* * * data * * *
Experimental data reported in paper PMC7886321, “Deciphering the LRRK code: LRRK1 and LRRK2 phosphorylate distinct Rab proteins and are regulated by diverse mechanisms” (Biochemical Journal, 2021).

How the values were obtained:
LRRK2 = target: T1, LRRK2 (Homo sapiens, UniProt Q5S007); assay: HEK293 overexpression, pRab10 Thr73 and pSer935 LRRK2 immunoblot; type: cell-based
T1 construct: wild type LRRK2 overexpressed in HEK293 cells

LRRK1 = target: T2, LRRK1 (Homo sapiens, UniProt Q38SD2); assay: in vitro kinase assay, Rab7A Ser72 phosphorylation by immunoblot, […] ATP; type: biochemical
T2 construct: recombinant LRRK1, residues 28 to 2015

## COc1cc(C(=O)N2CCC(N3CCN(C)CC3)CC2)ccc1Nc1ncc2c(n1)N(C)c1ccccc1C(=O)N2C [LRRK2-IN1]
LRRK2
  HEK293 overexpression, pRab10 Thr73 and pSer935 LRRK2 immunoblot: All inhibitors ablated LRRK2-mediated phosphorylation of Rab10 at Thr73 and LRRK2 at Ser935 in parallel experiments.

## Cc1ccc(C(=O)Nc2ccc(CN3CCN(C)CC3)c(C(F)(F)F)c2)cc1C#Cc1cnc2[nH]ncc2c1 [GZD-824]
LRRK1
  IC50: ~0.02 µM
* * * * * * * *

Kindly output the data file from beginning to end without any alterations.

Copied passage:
Experimental data reported in paper PMC7886321, “Deciphering the LRRK code: LRRK1 and LRRK2 phosphorylate distinct Rab proteins and are regulated by diverse mechanisms” (Biochemical Journal, 2021).

How the values were obtained:
LRRK2 = target: T1, LRRK2 (Homo sapiens, UniProt Q5S007); assay: HEK293 overexpression, pRab10 Thr73 and pSer935 LRRK2 immunoblot; type: cell-based
T1 construct: wild type LRRK2 overexpressed in HEK293 cells

LRRK1 = target: T2, LRRK1 (Homo sapiens, UniProt Q38SD2); assay: in vitro kinase assay, Rab7A Ser72 phosphorylation by immunoblot, […] ATP; type: biochemical
T2 construct: recombinant LRRK1, residues 28 to 2015

## COc1cc(C(=O)N2CCC(N3CCN(C)CC3)CC2)ccc1Nc1ncc2c(n1)N(C)c1ccccc1C(=O)N2C [LRRK2-IN1]
LRRK2
  HEK293 overexpression, pRab10 Thr73 and pSer935 LRRK2 immunoblot: All inhibitors ablated LRRK2-mediated phosphorylation of Rab10 at Thr73 and LRRK2 at Ser935 in parallel experiments.

## Cc1ccc(C(=O)Nc2ccc(CN3CCN(C)CC3)c(C(F)(F)F)c2)cc1C#Cc1cnc2[nH]ncc2c1 [GZD-824]
LRRK1
  IC50: ~0.02 µM